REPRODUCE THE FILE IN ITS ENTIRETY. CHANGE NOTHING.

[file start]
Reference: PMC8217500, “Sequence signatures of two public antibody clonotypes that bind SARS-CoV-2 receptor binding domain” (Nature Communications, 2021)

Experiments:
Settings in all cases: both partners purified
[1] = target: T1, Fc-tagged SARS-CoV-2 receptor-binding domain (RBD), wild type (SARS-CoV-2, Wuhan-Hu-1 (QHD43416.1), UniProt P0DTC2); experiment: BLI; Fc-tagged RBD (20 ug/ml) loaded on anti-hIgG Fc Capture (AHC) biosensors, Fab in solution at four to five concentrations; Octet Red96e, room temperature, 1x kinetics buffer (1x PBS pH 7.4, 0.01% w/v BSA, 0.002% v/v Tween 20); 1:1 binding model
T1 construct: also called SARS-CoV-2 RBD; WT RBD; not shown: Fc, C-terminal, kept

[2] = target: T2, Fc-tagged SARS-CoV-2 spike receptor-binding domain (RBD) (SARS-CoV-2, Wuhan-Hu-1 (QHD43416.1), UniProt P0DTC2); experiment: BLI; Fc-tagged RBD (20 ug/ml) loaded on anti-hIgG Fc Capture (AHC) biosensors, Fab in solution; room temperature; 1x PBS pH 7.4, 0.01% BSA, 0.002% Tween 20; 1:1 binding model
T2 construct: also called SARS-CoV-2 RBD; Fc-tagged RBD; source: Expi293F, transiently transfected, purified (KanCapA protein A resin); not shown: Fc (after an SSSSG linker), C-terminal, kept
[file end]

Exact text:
Reference: PMC8217500, “Sequence signatures of two public antibody clonotypes that bind SARS-CoV-2 receptor binding domain” (Nature Communications, 2021)

Experiments:
Settings in all cases: both partners purified
[1] = target: T1, Fc-tagged SARS-CoV-2 receptor-binding domain (RBD), wild type (SARS-CoV-2, Wuhan-Hu-1 (QHD43416.1), UniProt P0DTC2); experiment: BLI; Fc-tagged RBD (20 ug/ml) loaded on anti-hIgG Fc Capture (AHC) biosensors, Fab in solution at four to five concentrations; Octet Red96e, room temperature, 1x kinetics buffer (1x PBS pH 7.4, 0.01% w/v BSA, 0.002% v/v Tween 20); 1:1 binding model
T1 construct: also called SARS-CoV-2 RBD; WT RBD; not shown: Fc, C-terminal, kept

[2] = target: T2, Fc-tagged SARS-CoV-2 spike receptor-binding domain (RBD) (SARS-CoV-2, Wuhan-Hu-1 (QHD43416.1), UniProt P0DTC2); experiment: BLI; Fc-tagged RBD (20 ug/ml) loaded on anti-hIgG Fc Capture (AHC) biosensors, Fab in solution; room temperature; 1x PBS pH 7.4, 0.01% BSA, 0.002% Tween 20; 1:1 binding model
T2 construct: also called SARS-CoV-2 RBD; Fc-tagged RBD; source: Expi293F, transiently transfected, purified (KanCapA protein A resin); not shown: Fc (after an SSSSG linker), C-terminal, kept